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Harry Sacks

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Posts posted by Harry Sacks

  1. 3 hours ago, doomed said:

    Absolute nonsense.

    There is no way this is not being done by choice. There are plenty of places in the country a fulltime worker can afford rent, without the generous benefits a family of 4 would get on top.

    When I was thrown to the wolves as an owner-occupier of 20 years, I found it almost impossible to find somewhere. 95% of everything I looked at was through an agent who wanted proof of income, credit check, references, etc. I can see how someone with four kids would look for a two or three bed to make do and keep costs down. However, if the agent was in the slightest doubt they wouldn't return their call.

  2. On 26/12/2019 at 10:29, The Spaniard said:

    So £1,600,000,000,000, about two thirds of the pounds in circulation, has been borrowed into existence at interest from commercial banks by Joe Public for the purchase of somewhere to live, a basic human need.

    The very existence and maintenance of a viable medium of exchange for the UK economy, of an adequate money supply for business and commerce, is based upon keeping the population in fierce competition for 'ownership' of a slave box.

    Is the tail wagging the dog?

    Why don't we, the UK citizenry, the user base of the pound sterling issue, publicly and debt-free, an adequate, persistently circulating money supply with which to run our productive economy?

    There's no profit for the people who pull the strings.

    I'm not sure if there would be any economic growth in the UK in the absence of residential land inflation.

    Mortgages or QE, the inflation is hidden in assets. For the most part, the gains are never fully realised for the vast majority of people, even after they die.

  3. 1 hour ago, crouch said:

    Remainers believe that Brexit is a stupid idea believed by stupid people. They say we will be much worse off over the long term. But they can't demonstrate it and nothing you say will change that. You haven't a clue what the economy will look like in 30 years.

    The problem you have is that, unable to demonstrate that Brexit will make everyone worse off, it down to none economic factors and preferences and that means that there is no way of saying one thing is better than another. 




    There's certainly truth in that. However, as time has passed, it's pretty clear that Brexit is nothing more than a massive looting exercise by the same "investment class" that were bailed-out ten years ago. The people that have been most affected by the subsequent austerity and wage stagnation seem to be the ones still supporting the idea that they'll be better off outside the EU.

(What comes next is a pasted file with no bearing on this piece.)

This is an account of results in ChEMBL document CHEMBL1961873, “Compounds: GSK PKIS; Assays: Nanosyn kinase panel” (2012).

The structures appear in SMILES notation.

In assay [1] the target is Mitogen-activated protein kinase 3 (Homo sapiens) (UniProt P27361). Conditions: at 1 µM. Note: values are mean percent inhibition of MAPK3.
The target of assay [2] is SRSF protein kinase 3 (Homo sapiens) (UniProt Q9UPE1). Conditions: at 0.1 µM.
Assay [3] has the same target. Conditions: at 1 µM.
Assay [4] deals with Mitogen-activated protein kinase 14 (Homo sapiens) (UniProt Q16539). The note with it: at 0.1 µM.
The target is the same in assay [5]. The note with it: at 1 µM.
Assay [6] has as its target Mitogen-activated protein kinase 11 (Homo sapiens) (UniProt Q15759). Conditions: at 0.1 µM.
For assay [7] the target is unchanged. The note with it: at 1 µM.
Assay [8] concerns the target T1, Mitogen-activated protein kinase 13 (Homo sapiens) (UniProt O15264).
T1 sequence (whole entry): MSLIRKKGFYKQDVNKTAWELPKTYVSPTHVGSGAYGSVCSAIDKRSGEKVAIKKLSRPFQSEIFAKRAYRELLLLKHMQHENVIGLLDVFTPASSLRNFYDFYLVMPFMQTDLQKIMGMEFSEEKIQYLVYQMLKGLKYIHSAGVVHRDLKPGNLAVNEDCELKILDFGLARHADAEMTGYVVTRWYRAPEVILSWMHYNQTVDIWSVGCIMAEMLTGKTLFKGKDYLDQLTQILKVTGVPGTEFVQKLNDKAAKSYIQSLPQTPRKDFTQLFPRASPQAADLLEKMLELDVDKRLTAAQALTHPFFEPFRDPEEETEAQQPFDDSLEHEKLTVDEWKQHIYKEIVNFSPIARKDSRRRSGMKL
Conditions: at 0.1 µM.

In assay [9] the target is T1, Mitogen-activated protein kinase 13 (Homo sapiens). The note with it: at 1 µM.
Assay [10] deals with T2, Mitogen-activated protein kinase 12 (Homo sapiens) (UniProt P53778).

4. On 09/08/2019 at 18:12, dugsbody said:

    They print money and buy various assets such as corporate bonds and government bonds held by banks. They offer the banks a really good price for these assets. The banks will take it because it is free money. Then the banks will lend more and at cheaper rates, which will drive up existing asset prices. 

    Very glad I have a large GBP denominated mortgage.

    Yes, this is what has happened and will no doubt continue. And, as before, inflation (outside of asset markets) will be negligible. It's a symbiotic relationship between asset markets and CBs. Wealth will continue to concentrate while incomes for the majority stagnate. However, discontent in the lower ranks is still the major risk. Expect more private prisons and policing services.

  5. On 10/08/2019 at 14:15, Mikhail Liebenstein said:

    You could ask the question, "why should a firm like Amazon receive any protection from thieves and looters etc, if they are not contributing to the societal framework on which they have  been free to operate their business model?" 



    Doesn't that idea go back to the original merchant class wanting the asset protection but not the bill? They create the money and lend it at interest to their appointed government. Win-win.

  6. 13 minutes ago, dougless said:

    A good point dom.  We really shouldn't need to work as hard as many people do.  I suspect its a combination of a backwash of religious ethics from earlier times coupled with 'keeping people busy stops them thinking about more important things'.

    Yes. And with a monetary system that is constantly pulling future value into the present and inflating prices beyond wage growth, it's inevitable.

    But it's so much easier to point the finger at single mums.


  7. 3 hours ago, iamnumerate said:

    I would say worse than that TC encourage people to not work - and be unemployable in future.

    Work doing what? Digging holes and filling them in again? I wager over 50% of jobs are utterly pointless with a net external cost to wider society. Most of humanity's problems stem from over production/consumption. Why is there this cultural dogma about constantly working?


  8. 11 minutes ago, Killian said:

    That blog makes a lot of sense but energy is not the main reason, it is a global population growth and stress on all resources

    "First, prosperity is already in marked decline in almost all Western economies, typically having peaked between 2000 and 2007. The only significant exception to this pattern is Germany, largely because of the benefits conferred on the Germany economy by the euro system. "

    Not really. it's financial system is decentralised with over 1500 small and NFP banks.rather than an oligopoly. Regulation favors production and not speculation and they make really high quality gear that everyone wants.

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